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Can Florida Prosecutors Seek The Death Penalty?


Since the January 2016 Supreme Court ruling in Hurst v. Florida, death penalty legislation in Florida has been in a state of uncertainty. The Supreme Court ruled Florida’s capital punishment sentencing laws are unconstitutional, noting that judges in the state have too much power in determining a sentence. The ruling has essentially put all death penalty cases across the state on hold, as Florida lawmakers work to develop a more constitutional standard for cases involving the death penalty.

Is the Death Penalty Currently an Option?

As of October 2016, any potential death penalty sentence has been put on hold in the state of Florida. However, on February 20, 2017, the Florida Supreme Court came forward and surprised much of the Florida legal community by ruling that prosecutors are now able to seek the death penalty in ongoing cases. This ruling comes in lieu of the fact that lawmakers have yet to establish any new system to address unconstitutionality of the current system.

Current Issues with the Florida Death Penalty

Among the most prevalent concerns with Florida’s current death penalty legislation is the fact that the state does require a unanimous jury decision to sentence an individual to death. This issue was brought to the attention of the nation in Hurst v. Florida when a Florida Judge sentenced the defendant, Timothy Lee Hurst, to death while only seven of the 12 jurors assigned to the case recommended the death penalty.

The ruling sparked outrage across the state, ultimately leading to the appeal of the case up to the United States Supreme Court. During the appeals process, the Florida legislature amended state law requiring 10 of 12 jurors to recommend capital punishment for an individual to be sentenced to death. However, during the appeals process the Supreme Court Florida mandated that laws require a unanimous jury decision in the event that the jury recommends a sentence of death.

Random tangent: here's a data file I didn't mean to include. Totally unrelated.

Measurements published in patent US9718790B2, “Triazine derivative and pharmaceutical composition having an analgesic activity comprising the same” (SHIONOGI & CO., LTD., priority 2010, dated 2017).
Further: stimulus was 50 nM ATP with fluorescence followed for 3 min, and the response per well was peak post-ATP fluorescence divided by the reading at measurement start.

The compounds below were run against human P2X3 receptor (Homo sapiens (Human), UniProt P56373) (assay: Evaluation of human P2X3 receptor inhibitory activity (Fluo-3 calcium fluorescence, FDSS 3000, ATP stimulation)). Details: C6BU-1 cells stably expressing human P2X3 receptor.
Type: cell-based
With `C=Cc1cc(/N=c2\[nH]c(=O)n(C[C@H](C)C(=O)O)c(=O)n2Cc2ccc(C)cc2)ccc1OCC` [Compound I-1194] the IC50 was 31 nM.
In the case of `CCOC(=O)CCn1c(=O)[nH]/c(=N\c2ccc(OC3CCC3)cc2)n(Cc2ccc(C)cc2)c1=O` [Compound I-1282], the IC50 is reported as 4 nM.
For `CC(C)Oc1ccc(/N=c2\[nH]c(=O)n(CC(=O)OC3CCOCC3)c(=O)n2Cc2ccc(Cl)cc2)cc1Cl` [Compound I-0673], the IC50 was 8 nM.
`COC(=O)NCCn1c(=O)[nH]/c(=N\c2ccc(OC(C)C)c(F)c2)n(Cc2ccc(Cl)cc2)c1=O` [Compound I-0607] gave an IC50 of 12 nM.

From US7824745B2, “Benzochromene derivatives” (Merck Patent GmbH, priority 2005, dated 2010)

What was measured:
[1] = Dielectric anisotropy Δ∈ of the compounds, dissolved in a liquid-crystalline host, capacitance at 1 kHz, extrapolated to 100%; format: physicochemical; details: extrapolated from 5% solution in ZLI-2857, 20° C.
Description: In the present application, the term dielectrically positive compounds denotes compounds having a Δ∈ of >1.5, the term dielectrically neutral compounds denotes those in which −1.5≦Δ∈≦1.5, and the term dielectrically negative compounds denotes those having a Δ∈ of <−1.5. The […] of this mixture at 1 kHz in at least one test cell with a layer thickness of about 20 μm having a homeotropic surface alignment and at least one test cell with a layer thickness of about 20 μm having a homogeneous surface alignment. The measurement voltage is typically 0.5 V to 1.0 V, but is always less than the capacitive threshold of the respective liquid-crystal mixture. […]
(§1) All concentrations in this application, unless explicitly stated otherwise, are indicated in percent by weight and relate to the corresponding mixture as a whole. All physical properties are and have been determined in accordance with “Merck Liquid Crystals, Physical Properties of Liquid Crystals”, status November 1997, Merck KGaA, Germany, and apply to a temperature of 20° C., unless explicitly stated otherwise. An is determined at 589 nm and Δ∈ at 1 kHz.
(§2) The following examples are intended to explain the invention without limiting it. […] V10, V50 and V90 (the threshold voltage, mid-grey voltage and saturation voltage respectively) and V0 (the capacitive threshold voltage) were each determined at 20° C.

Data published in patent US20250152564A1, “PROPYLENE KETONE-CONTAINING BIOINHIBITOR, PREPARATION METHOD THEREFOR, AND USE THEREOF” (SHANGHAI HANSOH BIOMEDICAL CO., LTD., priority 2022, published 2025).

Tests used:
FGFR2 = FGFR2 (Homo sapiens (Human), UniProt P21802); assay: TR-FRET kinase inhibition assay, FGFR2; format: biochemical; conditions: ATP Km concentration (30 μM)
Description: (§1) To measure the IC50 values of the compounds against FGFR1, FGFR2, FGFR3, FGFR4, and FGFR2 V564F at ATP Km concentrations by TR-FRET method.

In hearing the case, Supreme Court Justice Sonia Sotomayor opined “The Sixth Amendment requires a jury, not a judge, to find each fact necessary to impose a sentence of death…A jury’s mere recommendation is not enough.” Justice Sotomayor continued stating the law is unconstitutional as it leaves obligation on the judge, not the jury, to find the facts essential to imposing a sentence of capital punishment. Further, Supreme Court Justice Stephen G. Breyer noted that the Florida death penalty legislation is a violation of the Eighth Amendment protecting individuals against cruel and unusual punishment. Ultimately, these findings placed the burden on the state of Florida to revise their system a develop legislation that abides by the Supreme Court’s ruling–a process that the Florida legislature is attempting to comply with and is set discuss various proposals at the end of the March 2017 legislative session.

Consult With A Criminal Defense Lawyer

In the event that you are charged with a crime, it is important that you immediately reach out to a criminal defense lawyer. A charge by does not mean you will be convicted, and an experienced defense lawyer will be able to protect your rights and fight for your freedom. At the Baez Law Firm, our team understands the seriousness of a seemingly benign charge and they are ready to aggressively represent you in your case. Call the Baez Law Firm today at 800-588-BAEZ for to schedule your free consultation.


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